The new face of French feminism: an analysis of the origins, aims and successes of the immigrant feminist movement in France

McKeown, Sarah (2014) The new face of French feminism: an analysis of the origins, aims and successes of the immigrant feminist movement in France. BA dissertation, University of Portsmouth.

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    Abstract

    The immigrant feminist movement in France began as a grassroots movement in the mid-1990s to defend the rights of women of immigrant heritage against discriminatory legislation, prevailing colonial attitudes towards ethnic women and the endemic violence in the banlieues. This dissertation examines the factors that precipitated the emergence of this movement in France as well as evaluating its successes according to the theory of new social movements.
    It starts with an in-depth analysis of modern French feminism from May 1968 onwards in order to contextualise recent feminist movements; however it acknowledges that mainstream feminism has not appropriately tackled the different ways in which women experience sexism. It then, using post-colonial theory and French Republican ideology, identifies immigration laws, colonial attitudes and growing violence towards women as three key factors that inspired the mobilisation of new groups. Finally it uses Melucci’s criteria of establishing new social movements to define the movement and identify the shared ideology, and Gamson’s criteria, both in Della Porta and Diani (1999), for evaluating success to establish the overall impact of this movement. A case study on violence and the campaigns carried out by the groups Ni Putes ni Soumises, Action et Droits des Femmes Exilées et Migrantes and Voix d’elles rebelles is then used to analyse gains and failures.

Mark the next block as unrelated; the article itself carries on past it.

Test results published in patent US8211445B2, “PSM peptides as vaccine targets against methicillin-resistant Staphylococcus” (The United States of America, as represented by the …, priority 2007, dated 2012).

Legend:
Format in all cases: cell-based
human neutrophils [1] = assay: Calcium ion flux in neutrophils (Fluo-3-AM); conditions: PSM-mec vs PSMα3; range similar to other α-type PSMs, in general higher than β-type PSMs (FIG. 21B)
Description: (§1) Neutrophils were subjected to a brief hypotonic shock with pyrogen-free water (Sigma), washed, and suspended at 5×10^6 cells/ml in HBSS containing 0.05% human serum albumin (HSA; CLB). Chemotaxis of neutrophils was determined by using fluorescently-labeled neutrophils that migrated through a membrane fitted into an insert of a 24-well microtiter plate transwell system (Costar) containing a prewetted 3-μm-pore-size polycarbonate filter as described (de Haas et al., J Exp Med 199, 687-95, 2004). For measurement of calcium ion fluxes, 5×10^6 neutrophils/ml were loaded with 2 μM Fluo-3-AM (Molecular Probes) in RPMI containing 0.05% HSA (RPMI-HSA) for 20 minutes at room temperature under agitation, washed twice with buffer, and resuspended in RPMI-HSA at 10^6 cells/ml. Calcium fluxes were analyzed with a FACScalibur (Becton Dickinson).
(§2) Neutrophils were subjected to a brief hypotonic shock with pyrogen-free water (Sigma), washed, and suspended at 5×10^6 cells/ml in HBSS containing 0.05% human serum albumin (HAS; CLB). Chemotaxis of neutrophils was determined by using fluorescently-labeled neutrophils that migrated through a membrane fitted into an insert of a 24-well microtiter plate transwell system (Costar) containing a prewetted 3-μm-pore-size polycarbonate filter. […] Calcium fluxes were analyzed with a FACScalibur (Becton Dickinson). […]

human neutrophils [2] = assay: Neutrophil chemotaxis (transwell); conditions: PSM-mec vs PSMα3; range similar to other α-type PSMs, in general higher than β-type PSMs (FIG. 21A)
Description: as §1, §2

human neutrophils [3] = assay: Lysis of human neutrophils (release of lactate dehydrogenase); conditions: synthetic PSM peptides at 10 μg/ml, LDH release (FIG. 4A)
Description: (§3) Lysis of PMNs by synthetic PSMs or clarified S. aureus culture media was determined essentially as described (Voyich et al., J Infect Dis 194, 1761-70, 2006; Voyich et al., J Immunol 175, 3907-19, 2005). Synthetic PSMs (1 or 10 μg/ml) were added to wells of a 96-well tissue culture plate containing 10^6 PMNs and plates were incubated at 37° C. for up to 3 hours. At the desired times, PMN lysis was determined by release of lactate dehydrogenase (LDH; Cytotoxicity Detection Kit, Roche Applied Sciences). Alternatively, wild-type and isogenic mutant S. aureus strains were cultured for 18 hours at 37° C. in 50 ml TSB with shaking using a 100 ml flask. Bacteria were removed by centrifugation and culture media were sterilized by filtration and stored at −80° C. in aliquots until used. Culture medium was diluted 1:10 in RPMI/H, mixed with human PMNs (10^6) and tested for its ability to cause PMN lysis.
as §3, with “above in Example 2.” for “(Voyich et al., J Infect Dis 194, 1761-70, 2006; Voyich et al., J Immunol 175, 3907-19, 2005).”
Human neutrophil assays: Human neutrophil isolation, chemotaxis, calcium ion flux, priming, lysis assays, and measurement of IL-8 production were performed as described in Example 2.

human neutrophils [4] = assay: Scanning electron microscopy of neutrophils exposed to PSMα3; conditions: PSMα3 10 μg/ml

The findings demonstrate that although the movement itself has been divided over the use of republican discourse and political affiliation, nevertheless there are enough shared values between groups to categorise this as a new social movement. There have been a number of successes, most importantly that of raising awareness and lobbying the government. This dissertation concludes that there is some way to go before complete parity between men and women is achieved in France and that current legislation does not appropriately take difference into account.

    Item Type: Dissertation
    Departments/Research Groups: Faculty of Humanities and Social Sciences > School of Languages and Area Studies
    Depositing User: Beth Atkins
    Date Deposited: 09 Dec 2014 11:31
    Last Modified: 28 Jan 2015 12:45
    URI: http://eprints.port.ac.uk/id/eprint/16097

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